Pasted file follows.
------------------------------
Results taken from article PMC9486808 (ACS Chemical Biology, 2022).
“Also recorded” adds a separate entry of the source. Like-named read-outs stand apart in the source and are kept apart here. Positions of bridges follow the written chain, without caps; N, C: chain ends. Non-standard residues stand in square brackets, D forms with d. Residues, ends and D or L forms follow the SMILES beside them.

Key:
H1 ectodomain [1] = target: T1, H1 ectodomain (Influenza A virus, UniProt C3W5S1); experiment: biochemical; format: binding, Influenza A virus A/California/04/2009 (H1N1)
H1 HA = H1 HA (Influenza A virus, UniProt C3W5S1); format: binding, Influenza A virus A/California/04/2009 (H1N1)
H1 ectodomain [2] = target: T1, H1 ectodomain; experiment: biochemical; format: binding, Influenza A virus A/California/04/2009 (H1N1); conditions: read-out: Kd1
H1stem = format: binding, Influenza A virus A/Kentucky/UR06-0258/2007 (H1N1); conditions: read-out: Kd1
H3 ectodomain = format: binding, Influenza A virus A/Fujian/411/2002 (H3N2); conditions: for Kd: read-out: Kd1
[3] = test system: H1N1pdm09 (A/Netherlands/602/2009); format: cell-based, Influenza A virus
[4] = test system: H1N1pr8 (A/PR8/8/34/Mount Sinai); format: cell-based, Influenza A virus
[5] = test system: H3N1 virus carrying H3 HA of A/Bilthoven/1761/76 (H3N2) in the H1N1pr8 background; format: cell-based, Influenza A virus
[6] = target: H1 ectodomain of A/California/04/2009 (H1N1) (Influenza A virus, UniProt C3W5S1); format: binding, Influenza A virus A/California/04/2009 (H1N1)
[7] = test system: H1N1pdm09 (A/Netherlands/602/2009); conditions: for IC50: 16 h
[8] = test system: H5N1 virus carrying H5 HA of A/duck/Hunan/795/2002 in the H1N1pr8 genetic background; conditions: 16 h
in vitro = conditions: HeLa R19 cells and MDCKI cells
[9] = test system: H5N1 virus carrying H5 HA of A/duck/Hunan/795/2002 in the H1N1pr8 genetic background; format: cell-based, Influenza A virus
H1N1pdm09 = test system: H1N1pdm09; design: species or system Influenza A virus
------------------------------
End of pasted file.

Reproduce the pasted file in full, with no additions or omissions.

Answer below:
Results taken from article PMC9486808 (ACS Chemical Biology, 2022).
“Also recorded” adds a separate entry of the source. Like-named read-outs stand apart in the source and are kept apart here. Positions of bridges follow the written chain, without caps; N, C: chain ends. Non-standard residues stand in square brackets, D forms with d. Residues, ends and D or L forms follow the SMILES beside them.

Key:
H1 ectodomain [1] = target: T1, H1 ectodomain (Influenza A virus, UniProt C3W5S1); experiment: biochemical; format: binding, Influenza A virus A/California/04/2009 (H1N1)
H1 HA = H1 HA (Influenza A virus, UniProt C3W5S1); format: binding, Influenza A virus A/California/04/2009 (H1N1)
H1 ectodomain [2] = target: T1, H1 ectodomain; experiment: biochemical; format: binding, Influenza A virus A/California/04/2009 (H1N1); conditions: read-out: Kd1
H1stem = format: binding, Influenza A virus A/Kentucky/UR06-0258/2007 (H1N1); conditions: read-out: Kd1
H3 ectodomain = format: binding, Influenza A virus A/Fujian/411/2002 (H3N2); conditions: for Kd: read-out: Kd1
[3] = test system: H1N1pdm09 (A/Netherlands/602/2009); format: cell-based, Influenza A virus
[4] = test system: H1N1pr8 (A/PR8/8/34/Mount Sinai); format: cell-based, Influenza A virus
[5] = test system: H3N1 virus carrying H3 HA of A/Bilthoven/1761/76 (H3N2) in the H1N1pr8 background; format: cell-based, Influenza A virus
[6] = target: H1 ectodomain of A/California/04/2009 (H1N1) (Influenza A virus, UniProt C3W5S1); format: binding, Influenza A virus A/California/04/2009 (H1N1)
[7] = test system: H1N1pdm09 (A/Netherlands/602/2009); conditions: for IC50: 16 h
[8] = test system: H5N1 virus carrying H5 HA of A/duck/Hunan/795/2002 in the H1N1pr8 genetic background; conditions: 16 h
in vitro = conditions: HeLa R19 cells and MDCKI cells
[9] = test system: H5N1 virus carrying H5 HA of A/duck/Hunan/795/2002 in the H1N1pr8 genetic background; format: cell-based, Influenza A virus
H1N1pdm09 = test system: H1N1pdm09; design: species or system Influenza A virus